I’ll just say it is a very enjoyable and entertaining cinema
experience. The film features some very interesting and sudden jarring
tonal shifts from one scene to another. From what I read online, it
seems to be a common characteristic among the director’s works.
It’s a nice film from a virtuoso director whom you can tell is at
the top of his game. I briefly looked through the director, Bong
Joon-ho’s other works and it seems all of them have very high
reviews, maintaining at least 80+% on Rotten Tomatoes, none of them
falling below that. And since his immediate preceding film before this
was also nominated for the Palm d’Or, I would think that his high
standards seep through all his films, not just this one. Given that he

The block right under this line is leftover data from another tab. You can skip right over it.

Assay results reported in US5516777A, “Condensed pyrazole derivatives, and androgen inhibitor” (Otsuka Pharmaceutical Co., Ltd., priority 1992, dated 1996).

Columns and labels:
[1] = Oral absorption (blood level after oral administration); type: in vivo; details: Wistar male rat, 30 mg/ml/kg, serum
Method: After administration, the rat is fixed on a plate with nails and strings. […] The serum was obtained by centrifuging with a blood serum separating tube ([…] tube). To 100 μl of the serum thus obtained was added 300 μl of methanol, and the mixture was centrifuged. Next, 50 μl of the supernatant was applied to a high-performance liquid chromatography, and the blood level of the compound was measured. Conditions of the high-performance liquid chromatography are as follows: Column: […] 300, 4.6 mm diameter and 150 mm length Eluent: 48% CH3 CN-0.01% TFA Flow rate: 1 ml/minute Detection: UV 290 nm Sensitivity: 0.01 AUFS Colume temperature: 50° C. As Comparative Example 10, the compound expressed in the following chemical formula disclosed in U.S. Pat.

wrote this original script as well, I think his mind is certainly full
of unconventional ideas as when you watch this film, it just keeps
surprising you in what direction the story is going to go. The concept
of this film is definitely wholly original, I think if this does
successfully get the academy’s attention, it should be nominated for
a Best Original Screenplay in addition to a Best Foreign Film. Of
course a Best Director is justifiable but that would be hard given
that this is a non-English language film.
July 18, 2019
Bong Joon-ho
, Cannes
, Cannes Film Festival
film , film review
, FilmReview
, Gisaengchung
, kisaengch'ung
, Palme d'Or
, Parasite
, review
, 奉俊昊

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In my opinion, Night Work released by Scissors Sisters way back in
2010 still remains the no. 1 best pop album for me. The album’s so
perfect and although I do listen to their other albums, I don’t
particularly like them. But Night Work’s a whole other story, every
track on it fits so well except for the first single, Fire with Fire,
which ironically is the only actual mainstream-radio-friendly track.